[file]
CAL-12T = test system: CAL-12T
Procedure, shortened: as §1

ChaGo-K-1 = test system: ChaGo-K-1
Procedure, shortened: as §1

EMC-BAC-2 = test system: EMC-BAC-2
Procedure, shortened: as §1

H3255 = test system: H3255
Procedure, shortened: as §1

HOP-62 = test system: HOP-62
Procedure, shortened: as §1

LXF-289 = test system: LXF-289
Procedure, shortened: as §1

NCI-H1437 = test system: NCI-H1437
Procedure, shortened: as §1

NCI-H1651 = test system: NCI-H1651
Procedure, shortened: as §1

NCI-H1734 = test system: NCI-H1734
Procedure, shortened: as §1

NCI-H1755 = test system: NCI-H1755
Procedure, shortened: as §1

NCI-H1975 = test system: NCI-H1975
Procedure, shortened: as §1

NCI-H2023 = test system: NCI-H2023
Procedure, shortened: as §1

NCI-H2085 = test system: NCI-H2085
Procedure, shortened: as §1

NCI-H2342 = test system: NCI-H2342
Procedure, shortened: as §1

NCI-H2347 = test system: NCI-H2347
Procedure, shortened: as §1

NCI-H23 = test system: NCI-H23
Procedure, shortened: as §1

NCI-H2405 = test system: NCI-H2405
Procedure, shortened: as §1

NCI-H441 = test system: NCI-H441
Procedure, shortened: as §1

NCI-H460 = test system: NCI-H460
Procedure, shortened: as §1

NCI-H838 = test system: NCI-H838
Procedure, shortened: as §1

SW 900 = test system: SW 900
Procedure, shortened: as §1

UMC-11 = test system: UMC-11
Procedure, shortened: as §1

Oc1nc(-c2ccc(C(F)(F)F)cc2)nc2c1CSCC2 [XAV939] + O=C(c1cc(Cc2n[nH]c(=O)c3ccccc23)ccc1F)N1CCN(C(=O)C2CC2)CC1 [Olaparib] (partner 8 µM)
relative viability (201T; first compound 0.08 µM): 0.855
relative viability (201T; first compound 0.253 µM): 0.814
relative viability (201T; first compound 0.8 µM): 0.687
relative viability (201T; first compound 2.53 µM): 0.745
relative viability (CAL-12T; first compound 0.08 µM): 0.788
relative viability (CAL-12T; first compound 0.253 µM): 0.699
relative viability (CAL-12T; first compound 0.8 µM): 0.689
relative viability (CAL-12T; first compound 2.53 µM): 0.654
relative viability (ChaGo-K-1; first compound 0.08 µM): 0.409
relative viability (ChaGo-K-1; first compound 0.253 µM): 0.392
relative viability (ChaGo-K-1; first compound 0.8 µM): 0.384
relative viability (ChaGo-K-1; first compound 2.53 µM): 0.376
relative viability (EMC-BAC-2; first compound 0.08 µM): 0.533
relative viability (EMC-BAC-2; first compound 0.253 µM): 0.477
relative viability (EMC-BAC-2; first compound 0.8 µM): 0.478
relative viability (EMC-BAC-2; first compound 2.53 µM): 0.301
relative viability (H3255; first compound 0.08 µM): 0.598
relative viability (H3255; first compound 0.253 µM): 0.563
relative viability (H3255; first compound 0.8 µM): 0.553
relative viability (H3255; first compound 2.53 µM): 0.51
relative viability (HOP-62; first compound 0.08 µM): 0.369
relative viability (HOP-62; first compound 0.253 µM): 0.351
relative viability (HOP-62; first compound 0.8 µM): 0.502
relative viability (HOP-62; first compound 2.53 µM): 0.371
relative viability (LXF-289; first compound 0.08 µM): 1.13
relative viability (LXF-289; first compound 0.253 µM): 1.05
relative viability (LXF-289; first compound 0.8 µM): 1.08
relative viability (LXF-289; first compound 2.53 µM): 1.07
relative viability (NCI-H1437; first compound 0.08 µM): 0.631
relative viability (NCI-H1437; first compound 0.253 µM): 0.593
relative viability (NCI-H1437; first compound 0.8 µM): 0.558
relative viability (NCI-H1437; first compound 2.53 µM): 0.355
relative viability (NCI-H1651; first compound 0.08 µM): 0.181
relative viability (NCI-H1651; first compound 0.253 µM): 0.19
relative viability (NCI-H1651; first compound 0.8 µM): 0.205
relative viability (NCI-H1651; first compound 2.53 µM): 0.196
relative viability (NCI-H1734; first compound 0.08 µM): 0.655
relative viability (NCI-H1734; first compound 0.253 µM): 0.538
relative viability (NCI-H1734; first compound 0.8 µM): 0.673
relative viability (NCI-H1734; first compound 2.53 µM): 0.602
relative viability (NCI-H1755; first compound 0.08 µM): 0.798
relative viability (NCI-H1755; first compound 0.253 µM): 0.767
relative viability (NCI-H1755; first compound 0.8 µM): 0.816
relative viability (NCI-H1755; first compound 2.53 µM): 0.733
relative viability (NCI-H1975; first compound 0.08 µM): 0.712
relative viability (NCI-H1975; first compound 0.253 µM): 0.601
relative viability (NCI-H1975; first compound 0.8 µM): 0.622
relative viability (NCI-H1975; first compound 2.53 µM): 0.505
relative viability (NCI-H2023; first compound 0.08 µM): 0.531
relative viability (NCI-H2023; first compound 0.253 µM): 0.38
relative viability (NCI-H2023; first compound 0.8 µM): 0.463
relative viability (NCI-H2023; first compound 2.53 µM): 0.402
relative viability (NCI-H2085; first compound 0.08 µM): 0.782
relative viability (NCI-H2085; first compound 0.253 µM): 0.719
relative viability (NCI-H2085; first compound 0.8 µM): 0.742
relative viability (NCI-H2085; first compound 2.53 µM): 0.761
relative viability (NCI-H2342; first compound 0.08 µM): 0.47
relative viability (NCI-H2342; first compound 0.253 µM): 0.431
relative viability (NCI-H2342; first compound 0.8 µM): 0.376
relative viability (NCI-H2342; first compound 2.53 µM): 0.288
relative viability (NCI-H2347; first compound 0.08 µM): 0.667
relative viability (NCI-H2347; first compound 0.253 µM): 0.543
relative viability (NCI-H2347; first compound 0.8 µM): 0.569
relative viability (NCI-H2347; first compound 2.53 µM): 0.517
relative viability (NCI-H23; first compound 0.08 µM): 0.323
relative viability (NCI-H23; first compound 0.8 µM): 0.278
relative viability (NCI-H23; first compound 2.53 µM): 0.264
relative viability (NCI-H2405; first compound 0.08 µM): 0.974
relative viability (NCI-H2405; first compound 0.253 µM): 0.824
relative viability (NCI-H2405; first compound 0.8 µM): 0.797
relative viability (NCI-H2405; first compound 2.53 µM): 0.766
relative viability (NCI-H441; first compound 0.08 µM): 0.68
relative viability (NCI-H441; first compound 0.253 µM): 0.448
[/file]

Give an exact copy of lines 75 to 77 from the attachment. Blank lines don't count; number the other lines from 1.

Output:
relative viability (NCI-H1437; first compound 0.253 µM): 0.593
relative viability (NCI-H1437; first compound 0.8 µM): 0.558
relative viability (NCI-H1437; first compound 2.53 µM): 0.355